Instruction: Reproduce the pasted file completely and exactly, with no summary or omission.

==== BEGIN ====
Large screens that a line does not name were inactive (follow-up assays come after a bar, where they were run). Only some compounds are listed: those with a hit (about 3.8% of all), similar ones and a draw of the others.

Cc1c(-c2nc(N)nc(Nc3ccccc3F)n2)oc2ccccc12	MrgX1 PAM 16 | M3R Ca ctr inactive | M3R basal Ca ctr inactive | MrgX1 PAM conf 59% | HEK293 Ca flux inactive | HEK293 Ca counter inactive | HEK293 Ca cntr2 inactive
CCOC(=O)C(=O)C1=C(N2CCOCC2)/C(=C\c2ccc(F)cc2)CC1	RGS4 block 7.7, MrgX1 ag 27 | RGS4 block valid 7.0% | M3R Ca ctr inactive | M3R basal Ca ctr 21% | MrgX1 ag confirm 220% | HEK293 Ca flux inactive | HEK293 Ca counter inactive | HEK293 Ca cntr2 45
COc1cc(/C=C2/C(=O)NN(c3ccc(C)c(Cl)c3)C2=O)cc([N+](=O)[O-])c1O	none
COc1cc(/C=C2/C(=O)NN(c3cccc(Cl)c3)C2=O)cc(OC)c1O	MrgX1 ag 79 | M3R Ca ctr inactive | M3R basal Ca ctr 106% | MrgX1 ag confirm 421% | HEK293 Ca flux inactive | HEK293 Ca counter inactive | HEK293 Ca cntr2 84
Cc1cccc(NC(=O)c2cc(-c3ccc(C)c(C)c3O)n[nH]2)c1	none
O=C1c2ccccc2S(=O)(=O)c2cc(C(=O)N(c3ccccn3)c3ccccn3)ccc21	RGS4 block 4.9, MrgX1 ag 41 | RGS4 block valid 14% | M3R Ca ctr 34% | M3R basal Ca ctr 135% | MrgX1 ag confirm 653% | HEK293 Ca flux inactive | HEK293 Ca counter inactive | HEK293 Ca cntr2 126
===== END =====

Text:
Large screens that a line does not name were inactive (follow-up assays come after a bar, where they were run). Only some compounds are listed: those with a hit (about 3.8% of all), similar ones and a draw of the others.

Cc1c(-c2nc(N)nc(Nc3ccccc3F)n2)oc2ccccc12	MrgX1 PAM 16 | M3R Ca ctr inactive | M3R basal Ca ctr inactive | MrgX1 PAM conf 59% | HEK293 Ca flux inactive | HEK293 Ca counter inactive | HEK293 Ca cntr2 inactive
CCOC(=O)C(=O)C1=C(N2CCOCC2)/C(=C\c2ccc(F)cc2)CC1	RGS4 block 7.7, MrgX1 ag 27 | RGS4 block valid 7.0% | M3R Ca ctr inactive | M3R basal Ca ctr 21% | MrgX1 ag confirm 220% | HEK293 Ca flux inactive | HEK293 Ca counter inactive | HEK293 Ca cntr2 45
COc1cc(/C=C2/C(=O)NN(c3ccc(C)c(Cl)c3)C2=O)cc([N+](=O)[O-])c1O	none
COc1cc(/C=C2/C(=O)NN(c3cccc(Cl)c3)C2=O)cc(OC)c1O	MrgX1 ag 79 | M3R Ca ctr inactive | M3R basal Ca ctr 106% | MrgX1 ag confirm 421% | HEK293 Ca flux inactive | HEK293 Ca counter inactive | HEK293 Ca cntr2 84
Cc1cccc(NC(=O)c2cc(-c3ccc(C)c(C)c3O)n[nH]2)c1	none
O=C1c2ccccc2S(=O)(=O)c2cc(C(=O)N(c3ccccn3)c3ccccn3)ccc21	RGS4 block 4.9, MrgX1 ag 41 | RGS4 block valid 14% | M3R Ca ctr 34% | M3R basal Ca ctr 135% | MrgX1 ag confirm 653% | HEK293 Ca flux inactive | HEK293 Ca counter inactive | HEK293 Ca cntr2 126